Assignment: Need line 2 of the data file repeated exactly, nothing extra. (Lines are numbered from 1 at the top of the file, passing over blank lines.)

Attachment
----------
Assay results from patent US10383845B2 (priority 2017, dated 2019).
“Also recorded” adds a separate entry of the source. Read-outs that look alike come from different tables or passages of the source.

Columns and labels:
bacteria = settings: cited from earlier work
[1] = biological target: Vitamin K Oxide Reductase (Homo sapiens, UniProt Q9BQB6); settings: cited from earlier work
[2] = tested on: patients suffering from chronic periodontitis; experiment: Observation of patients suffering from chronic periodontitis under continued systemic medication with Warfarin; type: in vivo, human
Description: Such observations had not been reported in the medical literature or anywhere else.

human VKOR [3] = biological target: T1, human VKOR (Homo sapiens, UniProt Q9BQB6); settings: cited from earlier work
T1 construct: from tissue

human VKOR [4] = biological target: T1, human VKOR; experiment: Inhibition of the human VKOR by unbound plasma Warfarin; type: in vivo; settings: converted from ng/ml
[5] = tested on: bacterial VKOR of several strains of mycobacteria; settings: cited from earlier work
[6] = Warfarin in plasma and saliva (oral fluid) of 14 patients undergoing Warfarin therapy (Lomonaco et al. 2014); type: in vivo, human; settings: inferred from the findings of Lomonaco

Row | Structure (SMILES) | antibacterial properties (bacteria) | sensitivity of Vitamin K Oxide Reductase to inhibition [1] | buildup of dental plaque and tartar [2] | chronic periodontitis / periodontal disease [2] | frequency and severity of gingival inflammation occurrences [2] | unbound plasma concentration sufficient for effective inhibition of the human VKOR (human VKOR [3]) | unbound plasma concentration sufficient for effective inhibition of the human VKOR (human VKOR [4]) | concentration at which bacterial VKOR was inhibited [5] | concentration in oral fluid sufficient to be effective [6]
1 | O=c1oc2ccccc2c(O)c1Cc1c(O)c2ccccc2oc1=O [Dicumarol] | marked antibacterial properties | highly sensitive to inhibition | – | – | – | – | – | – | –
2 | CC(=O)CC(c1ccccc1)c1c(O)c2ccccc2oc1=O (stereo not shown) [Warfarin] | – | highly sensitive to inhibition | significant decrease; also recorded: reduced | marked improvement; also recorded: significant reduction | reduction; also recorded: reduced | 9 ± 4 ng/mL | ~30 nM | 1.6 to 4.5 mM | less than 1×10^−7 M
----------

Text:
“Also recorded” adds a separate entry of the source. Read-outs that look alike come from different tables or passages of the source.